|'Fake Sheikh' Exposes 'Unscrupulous' Brentford Scrap Metal Dealers|
Martin and Billy Wells allegedly agree to buy materials 'stolen' from war memorial
Two local scrap dealers have been accused of buying metal which they had been told was stolen in a sting organised by the Sunday Times.
Billy Wells and his son Martin run a yard behind the army surplus store on High Street, Brentford. They were approached by a team from the newspaper that included the 'Fake Sheikh' Mazher Mahmood, who has been involved in a series of successful undercover operations. They were acting on a tip that the pair would be willing to buy metal no questions asked.
The team approached Martin Wells with some cabling that was clearly marked 'Property of BT.' They claim that they were then invited into the premises to discuss the matter with his father Billy. They say that they told the pair that the cable was stolen but despite that Billy Wells said, "That's all right, we can take it. We've got to strip it down... There's no comebacks here, no worries.. You could do a murder here and nobody worries about it."
Wells Snr. explained how the cabling could be cleaned by removing the sheath and the BT labelling surrounding the copper and once this had been done it was worth £2,000 a ton on the black market. Copper cabling can be transformed into untraceable lumps by a machine called a granulator which is available on the internet for a few hundred pounds. The reporters were told that the cleaning was done by a company in Hanwell called P&L Parts and Services. That company is run by 41 year old Peter Smith who came to the Wellses yard on being told of a fictitious haul of 5 tons of cabling which the team claimed to have stolen. One of his associates told the reporter that friends of his had been arrested recently for buying BT cabling.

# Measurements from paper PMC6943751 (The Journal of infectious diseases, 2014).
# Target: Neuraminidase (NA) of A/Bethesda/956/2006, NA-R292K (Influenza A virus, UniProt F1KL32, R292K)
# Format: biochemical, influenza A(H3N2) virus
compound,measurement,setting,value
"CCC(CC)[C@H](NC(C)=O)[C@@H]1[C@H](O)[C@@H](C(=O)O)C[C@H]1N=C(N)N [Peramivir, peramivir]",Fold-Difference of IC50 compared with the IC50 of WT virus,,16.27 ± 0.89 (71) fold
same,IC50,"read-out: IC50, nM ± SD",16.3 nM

Later in the week a photographer from the Sunday Times was spotted by Smith and associate observing their Hanwell premises and they gave chase but they failed to catch him.
The report then claims that the Wellses were offered lead flashing that they were told had been stolen from the roof of a war memorial. 81 year old Billy Wells allegedly offered £10 for it and said, "You want to be very careful what you do with them. I tell you why, because you get somebody, probably and old soldier, and they grass you up over it."
The Sunday Times had launched the investigation to identify the middlemen in the international trade in scrap metal. Thieves steal the metal from telecommunications and transport cabling, roofs and other metal structures in public places. This has caused substantial disruption particularly to train and tube services which have been cancelled after important cables have been removed. They then sell to middlemen who melt down the metal which may then end up being exported to places like China where it is used in their expanding construction industry.
Metal theft is believed to cost the UK economy about £1 billion a year and a consortium including BT, the British Transport Police and the Energy Networks Association is pressing for tougher laws to combat the crime.
Billy Wells when approached later by the Sunday Times denied buying metal from them saying, "We never bought any metal off you. The only metal we buy is old batteries."
Peter Smith did not respond to the Sunday Times request for a comment. They have passed their files on the case to the authorities and donated the money received to the Royal British Legion.